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Energy & Commodities

Jim Rogers: 2017's Best Investment Opportunities

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Posted by Jim Rogers

on Wednesday, 22 February 2017 12:10

Screen Shot 2017-02-22 at 10.51.43 AMSo where do you see the best opportunities now?

Agriculture has been a disaster for 30 years, but I’m very optimistic about it. There are many ways to invest: You can buy land, agricultural products, seed companies, fertilizer, tractor companies. Farmers are getting older, and in the U.S., more people study public relations than agriculture. Therein lies the opportunity: Either it’s going to get better, or we’re not going to have any food at any price. 
I’m optimistic about Russia. The Kremlin now un- derstands that they have to play by the world’s rules. 
 
I’m also short U.S. junk bonds, because interest rates will be going higher and we’ll have a worse economy. The central banks have tried to print more money, but the market is beginning to reject it, and inflation is coming back. There is going to be a lot more debt issued in the next few years, and more bonds means higher rates. 

....read the entire interview in The Globe and Mail



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Energy & Commodities

Natural Gas Bulls Crushed As Prices Tank

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Posted by OilPrice.com

on Wednesday, 22 February 2017 08:28

a58ee4208e417102a513d4f21e401151Natural gas prices plunged to their lowest level since November on mild weather in the U.S., which has caused storage levels to decline at a much slower pace than expected.

Contracts for March delivery on the Nymex exchange dipped to $2.63 on February 21, down a third since December. The bearish swing has come after successive EIA reports showing a modest drawdown in gas inventory levels.

Natural gas consumption is seasonal, with spikes in demand occurring in winter months. As such, storage levels build up over the course of the year, especially in the milder months of spring and fall. Then, gas is used up in the winter. The winter of 2016 was the warmest on record, leading to a paltry drawdown in inventories. The result was a cratering of natural gasprices last year as inventories swelled following the end of winter.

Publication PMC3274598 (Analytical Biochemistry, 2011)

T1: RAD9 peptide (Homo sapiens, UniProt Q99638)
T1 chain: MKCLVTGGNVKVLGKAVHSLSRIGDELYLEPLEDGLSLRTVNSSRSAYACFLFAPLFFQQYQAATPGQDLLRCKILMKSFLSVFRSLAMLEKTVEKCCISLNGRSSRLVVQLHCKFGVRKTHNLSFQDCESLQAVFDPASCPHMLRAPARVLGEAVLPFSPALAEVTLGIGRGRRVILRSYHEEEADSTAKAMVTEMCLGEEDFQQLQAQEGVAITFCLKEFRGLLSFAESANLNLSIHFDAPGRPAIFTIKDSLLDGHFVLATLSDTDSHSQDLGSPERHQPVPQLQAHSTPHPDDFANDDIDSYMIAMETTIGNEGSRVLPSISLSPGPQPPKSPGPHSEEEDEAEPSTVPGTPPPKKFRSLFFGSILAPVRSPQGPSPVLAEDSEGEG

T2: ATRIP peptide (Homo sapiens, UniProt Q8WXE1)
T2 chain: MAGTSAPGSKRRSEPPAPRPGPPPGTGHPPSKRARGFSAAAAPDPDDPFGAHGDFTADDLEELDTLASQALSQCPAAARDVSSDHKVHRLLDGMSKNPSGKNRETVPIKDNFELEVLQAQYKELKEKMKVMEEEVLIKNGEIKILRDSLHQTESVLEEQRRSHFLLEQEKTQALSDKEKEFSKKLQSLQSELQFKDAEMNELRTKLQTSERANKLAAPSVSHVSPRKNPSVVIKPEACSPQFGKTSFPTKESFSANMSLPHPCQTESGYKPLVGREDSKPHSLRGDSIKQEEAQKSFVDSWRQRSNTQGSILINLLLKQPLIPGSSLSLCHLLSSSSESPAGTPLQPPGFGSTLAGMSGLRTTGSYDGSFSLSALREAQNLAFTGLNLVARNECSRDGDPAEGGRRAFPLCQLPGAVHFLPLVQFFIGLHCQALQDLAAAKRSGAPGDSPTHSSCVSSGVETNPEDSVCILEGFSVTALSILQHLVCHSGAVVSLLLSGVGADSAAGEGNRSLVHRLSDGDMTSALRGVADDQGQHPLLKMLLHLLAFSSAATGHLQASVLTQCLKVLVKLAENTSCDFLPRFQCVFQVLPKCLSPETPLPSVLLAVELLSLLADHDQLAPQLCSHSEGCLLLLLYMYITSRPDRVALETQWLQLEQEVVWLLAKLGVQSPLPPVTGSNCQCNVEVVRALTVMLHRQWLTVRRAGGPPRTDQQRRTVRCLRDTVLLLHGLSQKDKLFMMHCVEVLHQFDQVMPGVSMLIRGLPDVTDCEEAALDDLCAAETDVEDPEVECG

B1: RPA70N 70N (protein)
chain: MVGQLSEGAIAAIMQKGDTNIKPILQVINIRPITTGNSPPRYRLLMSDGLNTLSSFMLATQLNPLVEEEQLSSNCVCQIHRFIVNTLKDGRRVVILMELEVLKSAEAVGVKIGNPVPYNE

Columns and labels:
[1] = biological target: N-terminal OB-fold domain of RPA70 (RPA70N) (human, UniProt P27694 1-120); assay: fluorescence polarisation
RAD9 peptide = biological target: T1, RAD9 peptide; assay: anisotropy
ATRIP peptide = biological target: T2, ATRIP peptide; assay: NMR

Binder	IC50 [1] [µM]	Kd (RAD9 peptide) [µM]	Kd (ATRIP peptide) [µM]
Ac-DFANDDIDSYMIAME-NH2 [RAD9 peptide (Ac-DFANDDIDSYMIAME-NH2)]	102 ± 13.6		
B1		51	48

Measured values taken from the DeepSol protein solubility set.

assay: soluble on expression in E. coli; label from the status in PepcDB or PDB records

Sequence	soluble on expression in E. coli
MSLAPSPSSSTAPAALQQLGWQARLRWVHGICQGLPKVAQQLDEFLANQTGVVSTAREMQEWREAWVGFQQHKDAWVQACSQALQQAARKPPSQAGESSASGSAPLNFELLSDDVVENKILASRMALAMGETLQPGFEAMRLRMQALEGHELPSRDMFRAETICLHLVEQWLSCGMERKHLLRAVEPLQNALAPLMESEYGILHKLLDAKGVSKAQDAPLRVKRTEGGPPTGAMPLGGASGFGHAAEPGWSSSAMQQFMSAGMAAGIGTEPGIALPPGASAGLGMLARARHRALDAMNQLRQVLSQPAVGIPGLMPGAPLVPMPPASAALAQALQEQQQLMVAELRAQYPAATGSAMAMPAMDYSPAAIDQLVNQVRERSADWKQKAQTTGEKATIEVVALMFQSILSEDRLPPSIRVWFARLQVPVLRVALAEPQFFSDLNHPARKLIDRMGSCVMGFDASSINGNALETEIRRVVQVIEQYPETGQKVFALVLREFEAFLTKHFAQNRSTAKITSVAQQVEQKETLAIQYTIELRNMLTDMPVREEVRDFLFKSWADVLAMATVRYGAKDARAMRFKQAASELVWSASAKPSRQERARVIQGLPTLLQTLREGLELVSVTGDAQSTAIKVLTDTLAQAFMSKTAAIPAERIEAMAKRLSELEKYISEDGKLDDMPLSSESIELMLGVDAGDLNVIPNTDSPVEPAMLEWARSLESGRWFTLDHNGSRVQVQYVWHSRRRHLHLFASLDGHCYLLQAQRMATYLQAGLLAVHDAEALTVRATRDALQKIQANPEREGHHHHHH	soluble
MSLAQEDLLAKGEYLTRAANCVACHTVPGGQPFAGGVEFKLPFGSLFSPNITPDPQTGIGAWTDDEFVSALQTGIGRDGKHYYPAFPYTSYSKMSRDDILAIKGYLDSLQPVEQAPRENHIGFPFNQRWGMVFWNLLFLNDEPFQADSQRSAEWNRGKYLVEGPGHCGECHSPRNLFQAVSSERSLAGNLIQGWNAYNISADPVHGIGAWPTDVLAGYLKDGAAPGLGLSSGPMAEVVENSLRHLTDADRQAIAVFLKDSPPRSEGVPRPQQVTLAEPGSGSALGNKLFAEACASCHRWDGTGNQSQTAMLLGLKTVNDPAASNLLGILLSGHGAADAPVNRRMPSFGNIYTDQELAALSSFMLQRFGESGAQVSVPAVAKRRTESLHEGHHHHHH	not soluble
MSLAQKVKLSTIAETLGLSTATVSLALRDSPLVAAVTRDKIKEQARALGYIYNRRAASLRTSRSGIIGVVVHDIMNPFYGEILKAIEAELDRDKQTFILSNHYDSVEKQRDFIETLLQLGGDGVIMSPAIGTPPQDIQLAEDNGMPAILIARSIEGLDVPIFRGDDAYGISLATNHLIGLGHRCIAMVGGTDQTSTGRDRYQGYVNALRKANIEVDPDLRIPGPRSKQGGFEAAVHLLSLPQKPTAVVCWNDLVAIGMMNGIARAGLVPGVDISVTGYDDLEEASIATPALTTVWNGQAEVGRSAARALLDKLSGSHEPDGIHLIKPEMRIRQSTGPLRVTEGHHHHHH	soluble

....read more HERE

Related: Biggest Gasoline Glut In 27 Years Could Crash Oil Markets



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Energy & Commodities

Record High Oil Inventories Crush Hopes For $70 Oil

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Posted by Christopher Johnson

on Friday, 17 February 2017 06:51

10ef99737f71bb9bdbb5055d0d39f027Plus "Oil rises after news OPEC could extend output cuts"

Another week brings yet more signs that the highly-anticipated oil market “balance” will not occur in the immediate future. Heading into 2017, there was a broad consensus that global oil production would fall below demand in the first half of the year, a deficit that would help bring down inventories and lead to relative balance between supply and demand. Mid-2017 seemed to be the timeframe that everyone was looking at for this development to occur.

But there are growing signs that the oil market won’t reach balance by then, and perhaps not this year at all. “We don’t really see a real balancing of the market coming until much much later,” Richard Gorry of JBC Energy Asia told CNBC in an interview. “Right now the oil market is oversupplied by about 500,000 barrels per day in the first quarter. So to see inventories continue to go up is absolutely of no surprise to us.”